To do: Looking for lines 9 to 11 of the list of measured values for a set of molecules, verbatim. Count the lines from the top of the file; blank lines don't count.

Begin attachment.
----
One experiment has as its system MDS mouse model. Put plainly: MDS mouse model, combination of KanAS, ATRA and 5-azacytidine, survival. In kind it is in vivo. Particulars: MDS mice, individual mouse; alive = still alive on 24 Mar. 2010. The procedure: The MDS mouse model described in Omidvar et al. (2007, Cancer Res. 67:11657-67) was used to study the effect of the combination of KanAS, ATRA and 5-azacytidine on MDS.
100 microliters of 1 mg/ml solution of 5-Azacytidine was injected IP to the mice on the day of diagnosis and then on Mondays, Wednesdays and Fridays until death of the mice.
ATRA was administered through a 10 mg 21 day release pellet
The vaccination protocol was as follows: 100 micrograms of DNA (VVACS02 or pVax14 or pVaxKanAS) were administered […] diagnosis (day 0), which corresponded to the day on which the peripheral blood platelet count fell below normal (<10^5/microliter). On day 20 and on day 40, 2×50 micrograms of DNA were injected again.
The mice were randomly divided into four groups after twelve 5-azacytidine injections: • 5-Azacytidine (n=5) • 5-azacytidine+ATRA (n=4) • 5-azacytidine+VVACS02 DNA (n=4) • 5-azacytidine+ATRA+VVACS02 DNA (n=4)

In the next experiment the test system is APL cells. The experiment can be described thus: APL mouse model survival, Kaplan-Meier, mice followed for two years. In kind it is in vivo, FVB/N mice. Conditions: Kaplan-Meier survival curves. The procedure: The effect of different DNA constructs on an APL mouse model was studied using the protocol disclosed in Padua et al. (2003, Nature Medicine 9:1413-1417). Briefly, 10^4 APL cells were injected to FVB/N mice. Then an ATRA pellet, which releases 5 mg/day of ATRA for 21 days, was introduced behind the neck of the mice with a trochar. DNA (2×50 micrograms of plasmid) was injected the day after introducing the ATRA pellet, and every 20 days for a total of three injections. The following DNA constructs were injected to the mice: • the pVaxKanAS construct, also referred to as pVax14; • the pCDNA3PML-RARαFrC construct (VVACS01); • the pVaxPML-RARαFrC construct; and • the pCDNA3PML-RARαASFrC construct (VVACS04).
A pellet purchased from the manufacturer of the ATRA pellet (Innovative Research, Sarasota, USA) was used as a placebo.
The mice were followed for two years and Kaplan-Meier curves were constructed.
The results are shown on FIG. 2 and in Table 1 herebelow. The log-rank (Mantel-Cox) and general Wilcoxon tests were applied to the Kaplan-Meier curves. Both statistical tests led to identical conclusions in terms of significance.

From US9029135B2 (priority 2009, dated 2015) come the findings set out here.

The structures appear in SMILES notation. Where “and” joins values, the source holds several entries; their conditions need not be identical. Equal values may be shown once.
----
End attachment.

The results are shown on FIG. 2 and in Table 1 herebelow. The log-rank (Mantel-Cox) and general Wilcoxon tests were applied to the Kaplan-Meier curves. Both statistical tests led to identical conclusions in terms of significance.

From US9029135B2 (priority 2009, dated 2015) come the findings set out here.

The structures appear in SMILES notation. Where “and” joins values, the source holds several entries; their conditions need not be identical. Equal values may be shown once.